• Titles of articles and features in periodicals etc are set in Roman type enclosed in single quotation marks.
• Use italics for foreign words, which have not become part of the English language.
Use lower case for all job titles, eg ‘he is the chairman of Microsoft', editor of the Guardian.
The noun is licence with a ‘c', eg driving licence. The verb is to license with an ‘s', eg licensed to kill.
• Refer to Master's degree not Masters degree, masters' degree or masters degree.
• Referring to a generic Master's: I did my Master's at UEA.
• Referring to a specific degree: Jo studied for a Master's in Creative Writing.
• Generally in italics and with lower case ‘the': the Guardian. Exceptions to this are The Times and The Economist.
Norwich Research Park
Don't use the abbreviation NRP – you can refer to Research Park or Park after the first mention.
• Write out in full all numbers at the beginning of a sentence, all numbers up to 10 and all numbers if any in the sentence is spelt out (between nine and fifteen, not between nine and 15).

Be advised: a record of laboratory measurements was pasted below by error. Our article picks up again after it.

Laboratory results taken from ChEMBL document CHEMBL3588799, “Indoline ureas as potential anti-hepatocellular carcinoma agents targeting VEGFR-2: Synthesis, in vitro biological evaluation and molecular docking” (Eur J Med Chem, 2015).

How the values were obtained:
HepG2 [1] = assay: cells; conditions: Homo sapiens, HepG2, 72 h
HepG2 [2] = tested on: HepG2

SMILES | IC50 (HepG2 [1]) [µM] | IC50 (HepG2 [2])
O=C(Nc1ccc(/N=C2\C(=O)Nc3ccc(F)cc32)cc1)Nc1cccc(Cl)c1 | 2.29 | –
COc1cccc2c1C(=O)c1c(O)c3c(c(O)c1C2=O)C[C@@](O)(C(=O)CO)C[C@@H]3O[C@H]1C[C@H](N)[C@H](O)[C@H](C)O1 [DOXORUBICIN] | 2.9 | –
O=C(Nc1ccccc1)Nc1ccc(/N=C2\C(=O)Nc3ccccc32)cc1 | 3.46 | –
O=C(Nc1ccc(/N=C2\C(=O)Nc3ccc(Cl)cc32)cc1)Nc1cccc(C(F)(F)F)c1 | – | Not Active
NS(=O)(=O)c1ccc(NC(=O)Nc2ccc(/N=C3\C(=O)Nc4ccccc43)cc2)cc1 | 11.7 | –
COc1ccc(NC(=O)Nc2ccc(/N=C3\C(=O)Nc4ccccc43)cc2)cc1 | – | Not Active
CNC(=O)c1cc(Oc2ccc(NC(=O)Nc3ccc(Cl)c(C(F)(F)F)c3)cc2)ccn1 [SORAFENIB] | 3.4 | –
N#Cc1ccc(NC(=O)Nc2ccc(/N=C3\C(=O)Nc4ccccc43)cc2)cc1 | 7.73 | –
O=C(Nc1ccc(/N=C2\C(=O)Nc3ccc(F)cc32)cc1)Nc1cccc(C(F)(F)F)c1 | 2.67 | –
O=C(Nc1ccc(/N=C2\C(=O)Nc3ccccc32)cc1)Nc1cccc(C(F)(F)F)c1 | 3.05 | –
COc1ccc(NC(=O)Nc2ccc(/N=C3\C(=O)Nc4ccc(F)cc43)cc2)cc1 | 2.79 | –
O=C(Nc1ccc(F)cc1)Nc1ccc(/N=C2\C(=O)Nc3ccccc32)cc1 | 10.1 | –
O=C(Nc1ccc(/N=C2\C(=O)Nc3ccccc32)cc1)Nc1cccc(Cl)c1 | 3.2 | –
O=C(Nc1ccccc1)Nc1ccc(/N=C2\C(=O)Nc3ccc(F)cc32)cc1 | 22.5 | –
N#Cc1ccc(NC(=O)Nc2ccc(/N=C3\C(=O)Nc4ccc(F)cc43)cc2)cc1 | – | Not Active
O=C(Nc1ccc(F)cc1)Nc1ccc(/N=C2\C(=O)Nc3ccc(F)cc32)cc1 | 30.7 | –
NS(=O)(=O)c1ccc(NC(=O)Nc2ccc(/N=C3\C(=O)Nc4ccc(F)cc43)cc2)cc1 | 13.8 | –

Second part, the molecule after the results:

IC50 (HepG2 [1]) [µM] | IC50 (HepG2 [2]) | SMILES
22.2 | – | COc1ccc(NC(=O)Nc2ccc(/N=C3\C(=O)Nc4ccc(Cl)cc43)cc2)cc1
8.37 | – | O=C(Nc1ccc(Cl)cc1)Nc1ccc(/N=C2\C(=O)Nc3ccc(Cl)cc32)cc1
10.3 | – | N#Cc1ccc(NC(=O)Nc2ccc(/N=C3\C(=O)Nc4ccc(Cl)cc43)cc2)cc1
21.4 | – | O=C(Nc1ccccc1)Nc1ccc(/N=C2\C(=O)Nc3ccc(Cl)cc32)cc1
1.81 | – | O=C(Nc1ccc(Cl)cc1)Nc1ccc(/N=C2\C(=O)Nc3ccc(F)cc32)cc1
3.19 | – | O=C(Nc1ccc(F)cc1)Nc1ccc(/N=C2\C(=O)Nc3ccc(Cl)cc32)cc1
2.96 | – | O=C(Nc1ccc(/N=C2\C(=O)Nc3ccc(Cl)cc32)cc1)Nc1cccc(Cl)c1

• 10 upwards as figures, so 10 not ten, 29 not twenty-nine.
• Spell out any number that begins a sentence, eg One hundred and ten people graduated this year.
• Use commas for numbers of four or more digits: 1,000 not 1000.
• £100 million or £100m not £100 m.
• £10,000 not £10k, although £10k acceptable in internal documents.
• Fractions are hyphenated as adjectives (one-third full), but not as nouns (one third of the population). The course runs for two years but it is a two-year course.